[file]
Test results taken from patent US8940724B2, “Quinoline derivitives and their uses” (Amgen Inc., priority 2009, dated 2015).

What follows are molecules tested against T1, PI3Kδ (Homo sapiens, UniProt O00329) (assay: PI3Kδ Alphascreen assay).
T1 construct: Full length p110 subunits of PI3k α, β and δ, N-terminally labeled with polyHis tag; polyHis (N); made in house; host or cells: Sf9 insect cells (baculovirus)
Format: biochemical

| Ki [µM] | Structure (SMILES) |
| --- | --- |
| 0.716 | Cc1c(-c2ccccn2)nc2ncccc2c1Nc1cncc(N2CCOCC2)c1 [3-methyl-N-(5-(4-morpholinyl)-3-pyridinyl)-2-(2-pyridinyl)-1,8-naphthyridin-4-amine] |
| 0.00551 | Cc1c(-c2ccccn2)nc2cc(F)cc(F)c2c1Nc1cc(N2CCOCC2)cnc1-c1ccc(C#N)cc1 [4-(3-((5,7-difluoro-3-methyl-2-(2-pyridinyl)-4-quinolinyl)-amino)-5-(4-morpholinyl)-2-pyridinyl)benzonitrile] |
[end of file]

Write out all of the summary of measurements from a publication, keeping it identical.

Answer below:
Test results taken from patent US8940724B2, “Quinoline derivitives and their uses” (Amgen Inc., priority 2009, dated 2015).

What follows are molecules tested against T1, PI3Kδ (Homo sapiens, UniProt O00329) (assay: PI3Kδ Alphascreen assay).
T1 construct: Full length p110 subunits of PI3k α, β and δ, N-terminally labeled with polyHis tag; polyHis (N); made in house; host or cells: Sf9 insect cells (baculovirus)
Format: biochemical

| Ki [µM] | Structure (SMILES) |
| --- | --- |
| 0.716 | Cc1c(-c2ccccn2)nc2ncccc2c1Nc1cncc(N2CCOCC2)c1 [3-methyl-N-(5-(4-morpholinyl)-3-pyridinyl)-2-(2-pyridinyl)-1,8-naphthyridin-4-amine] |
| 0.00551 | Cc1c(-c2ccccn2)nc2cc(F)cc(F)c2c1Nc1cc(N2CCOCC2)cnc1-c1ccc(C#N)cc1 [4-(3-((5,7-difluoro-3-methyl-2-(2-pyridinyl)-4-quinolinyl)-amino)-5-(4-morpholinyl)-2-pyridinyl)benzonitrile] |